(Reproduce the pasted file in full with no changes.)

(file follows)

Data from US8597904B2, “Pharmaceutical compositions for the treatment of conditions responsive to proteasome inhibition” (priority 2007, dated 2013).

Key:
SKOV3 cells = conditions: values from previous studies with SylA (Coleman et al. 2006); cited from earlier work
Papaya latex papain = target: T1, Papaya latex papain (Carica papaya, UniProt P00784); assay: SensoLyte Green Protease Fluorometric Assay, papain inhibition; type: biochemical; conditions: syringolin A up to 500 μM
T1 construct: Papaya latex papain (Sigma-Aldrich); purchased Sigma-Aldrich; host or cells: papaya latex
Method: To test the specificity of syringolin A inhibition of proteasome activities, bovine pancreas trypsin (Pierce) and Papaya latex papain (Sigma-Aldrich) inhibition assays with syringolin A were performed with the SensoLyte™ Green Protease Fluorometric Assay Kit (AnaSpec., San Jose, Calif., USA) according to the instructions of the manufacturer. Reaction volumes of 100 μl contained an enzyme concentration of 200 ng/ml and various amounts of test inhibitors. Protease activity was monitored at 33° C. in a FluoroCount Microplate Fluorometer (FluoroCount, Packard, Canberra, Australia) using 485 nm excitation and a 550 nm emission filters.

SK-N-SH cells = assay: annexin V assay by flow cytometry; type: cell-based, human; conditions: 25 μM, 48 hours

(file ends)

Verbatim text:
Data from US8597904B2, “Pharmaceutical compositions for the treatment of conditions responsive to proteasome inhibition” (priority 2007, dated 2013).

Key:
SKOV3 cells = conditions: values from previous studies with SylA (Coleman et al. 2006); cited from earlier work
Papaya latex papain = target: T1, Papaya latex papain (Carica papaya, UniProt P00784); assay: SensoLyte Green Protease Fluorometric Assay, papain inhibition; type: biochemical; conditions: syringolin A up to 500 μM
T1 construct: Papaya latex papain (Sigma-Aldrich); purchased Sigma-Aldrich; host or cells: papaya latex
Method: To test the specificity of syringolin A inhibition of proteasome activities, bovine pancreas trypsin (Pierce) and Papaya latex papain (Sigma-Aldrich) inhibition assays with syringolin A were performed with the SensoLyte™ Green Protease Fluorometric Assay Kit (AnaSpec., San Jose, Calif., USA) according to the instructions of the manufacturer. Reaction volumes of 100 μl contained an enzyme concentration of 200 ng/ml and various amounts of test inhibitors. Protease activity was monitored at 33° C. in a FluoroCount Microplate Fluorometer (FluoroCount, Packard, Canberra, Australia) using 485 nm excitation and a 550 nm emission filters.

SK-N-SH cells = assay: annexin V assay by flow cytometry; type: cell-based, human; conditions: 25 μM, 48 hours